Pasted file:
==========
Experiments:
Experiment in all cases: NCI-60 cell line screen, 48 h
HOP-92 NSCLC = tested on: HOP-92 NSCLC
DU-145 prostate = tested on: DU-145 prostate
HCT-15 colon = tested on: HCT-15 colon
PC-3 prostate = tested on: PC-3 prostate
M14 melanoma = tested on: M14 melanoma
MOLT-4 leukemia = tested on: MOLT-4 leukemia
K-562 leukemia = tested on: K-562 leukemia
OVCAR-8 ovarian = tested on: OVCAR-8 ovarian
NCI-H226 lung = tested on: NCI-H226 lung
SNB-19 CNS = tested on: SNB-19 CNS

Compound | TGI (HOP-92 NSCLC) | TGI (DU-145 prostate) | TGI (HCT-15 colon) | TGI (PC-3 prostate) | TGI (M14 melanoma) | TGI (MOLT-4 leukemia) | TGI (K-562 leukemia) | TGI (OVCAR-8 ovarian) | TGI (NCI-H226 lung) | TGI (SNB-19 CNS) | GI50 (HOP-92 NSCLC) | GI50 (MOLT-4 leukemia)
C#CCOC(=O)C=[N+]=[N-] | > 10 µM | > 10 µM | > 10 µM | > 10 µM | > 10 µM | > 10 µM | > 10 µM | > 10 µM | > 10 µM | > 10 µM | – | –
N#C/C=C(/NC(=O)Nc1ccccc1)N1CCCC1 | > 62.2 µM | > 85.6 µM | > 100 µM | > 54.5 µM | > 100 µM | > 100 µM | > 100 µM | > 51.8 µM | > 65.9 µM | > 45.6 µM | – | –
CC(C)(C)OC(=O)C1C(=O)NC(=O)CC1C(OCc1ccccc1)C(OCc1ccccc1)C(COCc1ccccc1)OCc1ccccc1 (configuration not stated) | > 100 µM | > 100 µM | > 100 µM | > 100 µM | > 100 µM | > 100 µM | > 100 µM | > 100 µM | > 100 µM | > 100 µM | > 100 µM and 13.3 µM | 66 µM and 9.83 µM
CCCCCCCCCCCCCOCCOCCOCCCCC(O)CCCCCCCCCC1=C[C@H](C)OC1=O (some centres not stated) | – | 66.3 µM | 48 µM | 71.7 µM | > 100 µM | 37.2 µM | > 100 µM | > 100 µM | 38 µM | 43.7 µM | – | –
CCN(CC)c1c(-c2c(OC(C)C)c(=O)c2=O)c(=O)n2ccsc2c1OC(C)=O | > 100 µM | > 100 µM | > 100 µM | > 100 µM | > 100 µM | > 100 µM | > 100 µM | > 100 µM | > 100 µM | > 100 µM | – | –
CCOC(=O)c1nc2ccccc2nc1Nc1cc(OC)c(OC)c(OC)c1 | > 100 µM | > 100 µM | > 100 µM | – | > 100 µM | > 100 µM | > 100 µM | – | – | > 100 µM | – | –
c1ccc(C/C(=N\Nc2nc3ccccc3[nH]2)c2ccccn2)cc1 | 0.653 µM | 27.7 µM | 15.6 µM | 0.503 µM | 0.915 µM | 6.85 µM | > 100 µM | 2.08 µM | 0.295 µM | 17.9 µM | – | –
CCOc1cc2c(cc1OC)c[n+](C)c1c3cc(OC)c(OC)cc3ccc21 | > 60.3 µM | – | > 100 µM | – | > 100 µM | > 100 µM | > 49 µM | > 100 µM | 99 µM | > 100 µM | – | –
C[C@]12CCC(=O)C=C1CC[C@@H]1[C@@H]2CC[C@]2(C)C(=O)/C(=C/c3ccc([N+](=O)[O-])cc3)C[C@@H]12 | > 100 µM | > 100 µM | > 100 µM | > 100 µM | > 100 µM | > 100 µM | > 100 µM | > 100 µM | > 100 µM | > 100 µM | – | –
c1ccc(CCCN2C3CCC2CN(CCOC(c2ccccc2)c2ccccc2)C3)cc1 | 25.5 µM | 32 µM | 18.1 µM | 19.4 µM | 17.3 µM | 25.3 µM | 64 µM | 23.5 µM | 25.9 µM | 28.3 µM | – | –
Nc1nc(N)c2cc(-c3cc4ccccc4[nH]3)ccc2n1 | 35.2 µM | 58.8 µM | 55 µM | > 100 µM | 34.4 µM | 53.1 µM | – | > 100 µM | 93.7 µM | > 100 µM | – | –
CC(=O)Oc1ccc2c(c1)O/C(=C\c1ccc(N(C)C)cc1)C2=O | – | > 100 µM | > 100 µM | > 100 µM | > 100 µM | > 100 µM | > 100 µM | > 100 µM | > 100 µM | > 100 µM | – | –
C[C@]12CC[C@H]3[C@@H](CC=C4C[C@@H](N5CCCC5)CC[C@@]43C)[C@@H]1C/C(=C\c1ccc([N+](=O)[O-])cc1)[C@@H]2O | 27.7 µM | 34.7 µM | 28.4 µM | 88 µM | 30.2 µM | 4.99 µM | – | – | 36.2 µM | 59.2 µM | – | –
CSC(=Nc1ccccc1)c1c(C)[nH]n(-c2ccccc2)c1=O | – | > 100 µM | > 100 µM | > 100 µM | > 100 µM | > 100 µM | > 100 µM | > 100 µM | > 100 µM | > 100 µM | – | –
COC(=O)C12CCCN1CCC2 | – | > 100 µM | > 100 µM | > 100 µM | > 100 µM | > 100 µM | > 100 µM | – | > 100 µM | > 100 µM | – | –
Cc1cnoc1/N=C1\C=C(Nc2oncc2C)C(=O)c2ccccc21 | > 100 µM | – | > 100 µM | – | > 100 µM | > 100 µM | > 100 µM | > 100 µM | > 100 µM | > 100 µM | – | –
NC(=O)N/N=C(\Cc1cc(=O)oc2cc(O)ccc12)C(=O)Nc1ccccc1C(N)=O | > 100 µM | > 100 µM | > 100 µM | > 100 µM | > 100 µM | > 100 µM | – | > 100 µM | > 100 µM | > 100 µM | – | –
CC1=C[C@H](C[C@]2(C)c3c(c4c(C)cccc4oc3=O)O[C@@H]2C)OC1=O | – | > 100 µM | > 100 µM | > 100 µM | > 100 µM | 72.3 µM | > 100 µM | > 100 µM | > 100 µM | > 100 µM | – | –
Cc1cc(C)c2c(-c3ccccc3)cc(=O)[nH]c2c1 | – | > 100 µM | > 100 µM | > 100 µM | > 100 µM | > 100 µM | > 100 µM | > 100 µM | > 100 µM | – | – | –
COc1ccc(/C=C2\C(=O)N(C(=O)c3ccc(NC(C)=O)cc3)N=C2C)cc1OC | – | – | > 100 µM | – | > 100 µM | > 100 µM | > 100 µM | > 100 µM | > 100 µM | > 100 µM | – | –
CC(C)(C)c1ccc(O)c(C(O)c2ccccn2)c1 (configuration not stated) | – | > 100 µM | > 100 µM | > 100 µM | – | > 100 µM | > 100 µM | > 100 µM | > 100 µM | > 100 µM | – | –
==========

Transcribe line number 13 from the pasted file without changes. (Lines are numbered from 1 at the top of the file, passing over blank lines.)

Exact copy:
Compound | TGI (HOP-92 NSCLC) | TGI (DU-145 prostate) | TGI (HCT-15 colon) | TGI (PC-3 prostate) | TGI (M14 melanoma) | TGI (MOLT-4 leukemia) | TGI (K-562 leukemia) | TGI (OVCAR-8 ovarian) | TGI (NCI-H226 lung) | TGI (SNB-19 CNS) | GI50 (HOP-92 NSCLC) | GI50 (MOLT-4 leukemia)